Setting Up Watches: The team leader can set up watches; who can sleep, who can keep watch. Half the team sleeps from about sunset, relieving the other half which beds down at midnight. Everyone gets up at sunrise to rekindle the fire and see what they can do to get a good breakfast going.
The first steps are to establish a camp and form a plan of action. The next step is to execute that action.
Orientation: Local landmarks need to be surveyed, and the cardinal directions established. Navigation is the key skill here - even if the team has an accurate map, it is useless unless somebody knows what direction north is, which means navigating by the stars. Locale can provide some aid during the day - some plants, such as compass plants, flourish more on the south side, where the sunlight is strongest; and certain species of termites build their nests as odd ridgelike structures in parallel rows along a north-south direction, for heat regulation of their nests: the ridges are fins, capturing the maximum warmth of the sun in the morning and evening, and providing a minimal surface ares to the sun at midday to prevent the nest from overheating.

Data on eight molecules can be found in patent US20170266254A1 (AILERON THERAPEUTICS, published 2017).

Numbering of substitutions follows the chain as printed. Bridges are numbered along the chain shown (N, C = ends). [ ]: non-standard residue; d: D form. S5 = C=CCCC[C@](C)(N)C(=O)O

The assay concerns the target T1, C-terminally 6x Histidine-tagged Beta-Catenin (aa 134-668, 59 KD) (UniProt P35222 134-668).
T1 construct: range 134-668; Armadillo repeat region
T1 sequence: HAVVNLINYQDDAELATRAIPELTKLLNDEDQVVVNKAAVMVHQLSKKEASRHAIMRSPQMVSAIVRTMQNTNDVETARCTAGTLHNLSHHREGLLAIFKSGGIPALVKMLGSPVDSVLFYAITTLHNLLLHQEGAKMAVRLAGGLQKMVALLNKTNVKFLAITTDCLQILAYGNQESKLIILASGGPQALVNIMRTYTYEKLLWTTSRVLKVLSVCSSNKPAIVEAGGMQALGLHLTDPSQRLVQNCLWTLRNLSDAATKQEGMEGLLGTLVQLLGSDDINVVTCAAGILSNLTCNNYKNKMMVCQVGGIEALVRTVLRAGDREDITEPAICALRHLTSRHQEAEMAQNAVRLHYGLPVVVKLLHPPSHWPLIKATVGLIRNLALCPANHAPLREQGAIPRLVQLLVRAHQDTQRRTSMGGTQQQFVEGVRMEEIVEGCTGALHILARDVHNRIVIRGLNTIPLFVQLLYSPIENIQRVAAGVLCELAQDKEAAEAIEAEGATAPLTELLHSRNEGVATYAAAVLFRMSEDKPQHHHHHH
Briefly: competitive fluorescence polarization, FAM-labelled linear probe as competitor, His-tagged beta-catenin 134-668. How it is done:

As Games Master, you can place such compass plants and animals within your setting to give Adventurers something to look for.
Signalling: If the Adventurers are stranded, rather than trekking (making their way somewhere, or returning home from a place), they may need some means of signalling others to show that they are alive and seeking help. Survival helps here; fires can be made smoky with damp grass to provide smoke signals, and shiny metal can be used to reflect light as far as the horizon, which can be used to signal people at a distance. Survival skill can also provide other methods to signal rescuers or to lay down a trail for them to follow.
Movement: Look for a road or a trail. Not an animal trail, but something laid down by people. Once you are on a road, you will know that it leads somewhere - even if that somewhere is an abandoned place, it can provide shelter and a direction from which to go (back down the road).
Keeping Up Spirits: It is essential to keep the team's spirits positive. Sing while marching. Stop along the way to forage, if the opportunity arises. Send a scout ahead, but not too far, to see what's around the bend. Keep encouraging the less experienced. Show them basic survival techniques such as firelighting and knot tying. Games Masters, you would do well to look for books on survival and scouting. They know their stuff. Do Your Best, and all that. Oratory is possibly the best survival skill of all in this situation, because it keeps the team together, gives them something to do to stave off despair, and most of all it trains the team members to stop thinking of themselves as individuals but rather part of a team.